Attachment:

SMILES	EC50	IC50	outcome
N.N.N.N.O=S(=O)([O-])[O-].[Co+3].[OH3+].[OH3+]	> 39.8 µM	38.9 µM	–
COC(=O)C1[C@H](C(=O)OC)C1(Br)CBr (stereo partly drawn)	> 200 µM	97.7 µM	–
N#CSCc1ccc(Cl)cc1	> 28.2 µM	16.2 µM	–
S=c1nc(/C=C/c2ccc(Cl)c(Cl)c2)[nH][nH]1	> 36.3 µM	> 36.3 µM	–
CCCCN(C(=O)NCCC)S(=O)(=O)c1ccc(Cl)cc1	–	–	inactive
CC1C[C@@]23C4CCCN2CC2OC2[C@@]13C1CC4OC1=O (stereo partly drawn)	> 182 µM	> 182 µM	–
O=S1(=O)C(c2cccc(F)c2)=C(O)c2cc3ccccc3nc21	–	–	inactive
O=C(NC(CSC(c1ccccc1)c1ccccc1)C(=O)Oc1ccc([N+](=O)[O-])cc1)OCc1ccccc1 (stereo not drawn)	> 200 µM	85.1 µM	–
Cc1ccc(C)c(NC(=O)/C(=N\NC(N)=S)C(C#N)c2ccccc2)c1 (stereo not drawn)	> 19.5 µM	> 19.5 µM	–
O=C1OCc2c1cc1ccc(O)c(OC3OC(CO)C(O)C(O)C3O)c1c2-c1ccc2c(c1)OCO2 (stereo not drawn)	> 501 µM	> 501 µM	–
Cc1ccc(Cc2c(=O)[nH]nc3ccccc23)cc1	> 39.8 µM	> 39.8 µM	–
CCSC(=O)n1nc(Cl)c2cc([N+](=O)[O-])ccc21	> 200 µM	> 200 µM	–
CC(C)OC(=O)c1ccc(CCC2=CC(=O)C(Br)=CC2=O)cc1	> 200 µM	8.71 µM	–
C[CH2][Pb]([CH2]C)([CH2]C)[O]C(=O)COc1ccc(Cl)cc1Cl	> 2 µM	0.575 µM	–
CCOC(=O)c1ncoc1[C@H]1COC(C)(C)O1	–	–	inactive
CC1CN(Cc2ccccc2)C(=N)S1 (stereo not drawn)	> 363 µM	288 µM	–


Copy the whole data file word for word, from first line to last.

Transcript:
SMILES	EC50	IC50	outcome
N.N.N.N.O=S(=O)([O-])[O-].[Co+3].[OH3+].[OH3+]	> 39.8 µM	38.9 µM	–
COC(=O)C1[C@H](C(=O)OC)C1(Br)CBr (stereo partly drawn)	> 200 µM	97.7 µM	–
N#CSCc1ccc(Cl)cc1	> 28.2 µM	16.2 µM	–
S=c1nc(/C=C/c2ccc(Cl)c(Cl)c2)[nH][nH]1	> 36.3 µM	> 36.3 µM	–
CCCCN(C(=O)NCCC)S(=O)(=O)c1ccc(Cl)cc1	–	–	inactive
CC1C[C@@]23C4CCCN2CC2OC2[C@@]13C1CC4OC1=O (stereo partly drawn)	> 182 µM	> 182 µM	–
O=S1(=O)C(c2cccc(F)c2)=C(O)c2cc3ccccc3nc21	–	–	inactive
O=C(NC(CSC(c1ccccc1)c1ccccc1)C(=O)Oc1ccc([N+](=O)[O-])cc1)OCc1ccccc1 (stereo not drawn)	> 200 µM	85.1 µM	–
Cc1ccc(C)c(NC(=O)/C(=N\NC(N)=S)C(C#N)c2ccccc2)c1 (stereo not drawn)	> 19.5 µM	> 19.5 µM	–
O=C1OCc2c1cc1ccc(O)c(OC3OC(CO)C(O)C(O)C3O)c1c2-c1ccc2c(c1)OCO2 (stereo not drawn)	> 501 µM	> 501 µM	–
Cc1ccc(Cc2c(=O)[nH]nc3ccccc23)cc1	> 39.8 µM	> 39.8 µM	–
CCSC(=O)n1nc(Cl)c2cc([N+](=O)[O-])ccc21	> 200 µM	> 200 µM	–
CC(C)OC(=O)c1ccc(CCC2=CC(=O)C(Br)=CC2=O)cc1	> 200 µM	8.71 µM	–
C[CH2][Pb]([CH2]C)([CH2]C)[O]C(=O)COc1ccc(Cl)cc1Cl	> 2 µM	0.575 µM	–
CCOC(=O)c1ncoc1[C@H]1COC(C)(C)O1	–	–	inactive
CC1CN(Cc2ccccc2)C(=N)S1 (stereo not drawn)	> 363 µM	288 µM	–